There was moderate issuance in the asset-backed market last week - somewhere north of $6 billion, said one trader - with deals pricing, despite the continued see-saw that plagued the equity markets.

Alongside rallying Treasurys, swaps moved out and spreads were close behind, said market sources.

In the secondary, fixed rate cards were out six points on the week, while floaters remained unchanged. A two-year piece of Discover MT 99-1A was trading at 63 over over the index, compared with 58 the week before (see Bellwether p. 4).

"Up until midweek, it's been an easy enough play," a trader said. "The equity markets sold off, the Nasdaq rallied, and that was driving us all week. We saw Treasurys rally and a flight to quality trade."

Ford Motor Co., unarguably a quality name, was forced to widen its $2.7 billion transaction - though in line with market conditions.

"Nothing priced terribly," the trader said. "The Ford deal did widen but not in any way different than the widening in the market in general. It priced solidly though it widened."

Sallie Mae priced a student loan-backed deal, managed by Merrill Lynch and Salomon Smith Barney. The deal executed in line with market conditions.

"That priced the way we've seen floaters price recently," said a market source. "It was talked for the short tranche, eight to nine, and ended up pricing on the tight end at eight. The seven-year piece was talked 18 to 20 and ended up pricing at 20."

In the pipeline at press time, J. P. Morgan was bringing a deal from the Commonwealth Bank of Australia. The $1 billion deal, structured as a 3.3-year pass-through, is backed by Australian residential mortgages.

The deal features a "step up coupon in year seven", which basically ends the deal at that point, said a source at the company.

"We've seen very heavy demand for the deal," the source said. "We're getting very, very strong interest."

Also in the pipeline, First Union Capital Markets was set to bring the MoneyStore's $225 million small business loan portfolio to market.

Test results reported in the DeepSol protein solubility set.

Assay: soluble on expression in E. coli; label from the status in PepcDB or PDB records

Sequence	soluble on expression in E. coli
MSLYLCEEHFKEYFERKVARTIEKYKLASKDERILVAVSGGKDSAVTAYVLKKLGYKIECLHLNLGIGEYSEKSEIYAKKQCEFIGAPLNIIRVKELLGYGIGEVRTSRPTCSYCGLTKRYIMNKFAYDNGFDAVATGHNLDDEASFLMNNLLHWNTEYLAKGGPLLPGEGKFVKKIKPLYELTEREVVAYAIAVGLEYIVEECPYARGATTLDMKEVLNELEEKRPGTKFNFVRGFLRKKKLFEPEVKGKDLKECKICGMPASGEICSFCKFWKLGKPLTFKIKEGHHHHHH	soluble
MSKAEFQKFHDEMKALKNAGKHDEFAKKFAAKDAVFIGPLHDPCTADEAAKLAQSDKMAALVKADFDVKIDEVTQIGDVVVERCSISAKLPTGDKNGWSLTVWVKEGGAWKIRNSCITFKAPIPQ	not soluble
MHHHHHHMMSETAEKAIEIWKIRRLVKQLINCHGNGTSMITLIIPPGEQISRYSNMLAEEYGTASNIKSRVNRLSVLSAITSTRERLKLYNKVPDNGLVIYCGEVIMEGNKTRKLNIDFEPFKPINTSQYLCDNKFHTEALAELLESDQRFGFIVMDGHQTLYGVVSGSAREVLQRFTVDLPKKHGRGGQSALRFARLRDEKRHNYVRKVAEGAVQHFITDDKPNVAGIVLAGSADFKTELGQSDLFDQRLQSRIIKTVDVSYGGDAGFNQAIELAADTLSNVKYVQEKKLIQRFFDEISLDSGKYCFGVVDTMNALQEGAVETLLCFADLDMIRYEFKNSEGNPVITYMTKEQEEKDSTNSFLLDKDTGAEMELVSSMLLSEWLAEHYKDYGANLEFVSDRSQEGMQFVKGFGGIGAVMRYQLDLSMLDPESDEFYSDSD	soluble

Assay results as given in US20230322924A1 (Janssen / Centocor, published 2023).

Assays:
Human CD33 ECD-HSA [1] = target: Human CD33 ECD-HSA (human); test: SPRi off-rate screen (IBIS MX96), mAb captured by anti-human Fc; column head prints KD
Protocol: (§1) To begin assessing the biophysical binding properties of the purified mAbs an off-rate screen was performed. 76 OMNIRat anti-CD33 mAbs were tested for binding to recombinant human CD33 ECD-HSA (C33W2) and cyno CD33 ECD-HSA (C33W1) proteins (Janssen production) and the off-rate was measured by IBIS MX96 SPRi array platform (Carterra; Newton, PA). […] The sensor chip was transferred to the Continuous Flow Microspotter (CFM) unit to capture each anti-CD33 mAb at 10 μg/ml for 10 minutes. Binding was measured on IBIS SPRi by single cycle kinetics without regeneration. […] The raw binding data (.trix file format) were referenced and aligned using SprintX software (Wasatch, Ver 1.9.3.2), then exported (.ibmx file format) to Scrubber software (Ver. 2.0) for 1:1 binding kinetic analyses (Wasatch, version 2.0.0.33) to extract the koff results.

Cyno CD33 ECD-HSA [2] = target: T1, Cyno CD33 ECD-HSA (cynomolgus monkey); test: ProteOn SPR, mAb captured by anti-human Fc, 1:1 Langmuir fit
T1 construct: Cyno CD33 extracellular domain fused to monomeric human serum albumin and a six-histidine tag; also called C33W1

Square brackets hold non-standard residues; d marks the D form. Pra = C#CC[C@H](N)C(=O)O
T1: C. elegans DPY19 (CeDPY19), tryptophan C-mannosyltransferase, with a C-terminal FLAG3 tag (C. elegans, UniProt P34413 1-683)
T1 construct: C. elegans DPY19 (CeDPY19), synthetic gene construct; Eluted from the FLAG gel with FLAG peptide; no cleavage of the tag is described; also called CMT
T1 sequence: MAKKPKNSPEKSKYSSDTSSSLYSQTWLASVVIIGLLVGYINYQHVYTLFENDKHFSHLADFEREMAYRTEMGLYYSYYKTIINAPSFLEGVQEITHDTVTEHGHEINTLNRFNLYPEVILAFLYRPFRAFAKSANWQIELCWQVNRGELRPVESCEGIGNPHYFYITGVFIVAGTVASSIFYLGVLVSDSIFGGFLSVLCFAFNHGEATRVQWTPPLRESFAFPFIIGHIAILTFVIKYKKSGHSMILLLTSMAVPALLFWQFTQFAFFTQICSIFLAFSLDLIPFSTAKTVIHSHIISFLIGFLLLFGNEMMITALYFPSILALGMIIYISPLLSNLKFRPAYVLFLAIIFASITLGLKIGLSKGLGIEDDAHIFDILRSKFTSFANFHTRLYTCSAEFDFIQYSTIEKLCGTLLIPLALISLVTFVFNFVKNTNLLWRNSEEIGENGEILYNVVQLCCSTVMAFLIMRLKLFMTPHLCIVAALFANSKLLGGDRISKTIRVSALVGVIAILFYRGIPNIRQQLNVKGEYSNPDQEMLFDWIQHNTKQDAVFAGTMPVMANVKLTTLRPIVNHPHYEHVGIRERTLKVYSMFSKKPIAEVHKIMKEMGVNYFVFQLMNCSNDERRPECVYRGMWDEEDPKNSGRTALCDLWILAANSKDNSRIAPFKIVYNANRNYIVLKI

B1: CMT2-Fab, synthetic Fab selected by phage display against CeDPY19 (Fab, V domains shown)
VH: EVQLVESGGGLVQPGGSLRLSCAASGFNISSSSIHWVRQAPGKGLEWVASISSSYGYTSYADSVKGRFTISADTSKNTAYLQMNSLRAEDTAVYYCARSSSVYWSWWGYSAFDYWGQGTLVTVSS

Metropolitan Mortgage Funding was showing investors a home-equity deal worth $145 million. The company was forced to widen its guidance, according to published reports.

Out of the equipment sector, UniCapital Corp was prepping a $300 million deal. The fixed-rate transaction will be wrapped by Ambac. Advanta Corp was also said to be working on an equipment deal, $400 million in size.

Deals that Priced

Home equity issuers were certainly a driving force last week, with deals from big name, quality issuers Residential Funding Corp., Chase Funding, Delta Funding, and American Business Financial Services.

From the equipment lease sector, Case New Holland, priced a $1.1 billion deal in five parts (see profile p. 6).

In credit cards, MBNA sold $750 million in bonds, $637 through a reverse inquiry, according to reports. The A-1 class notes priced at 11.5 basis points over the one-month Libor.

Metris brought a $600 million credit card deal, upsized from $500 million. The three-part transaction was managed by Chase Securities. The five-year, $447 A-1 class priced 30 basis points over the one-month Libor, at the tight end of talk. The five-year, $62 million B-1 class priced at 68 over the one month Libor, a bit wide of the mid 60's talk.

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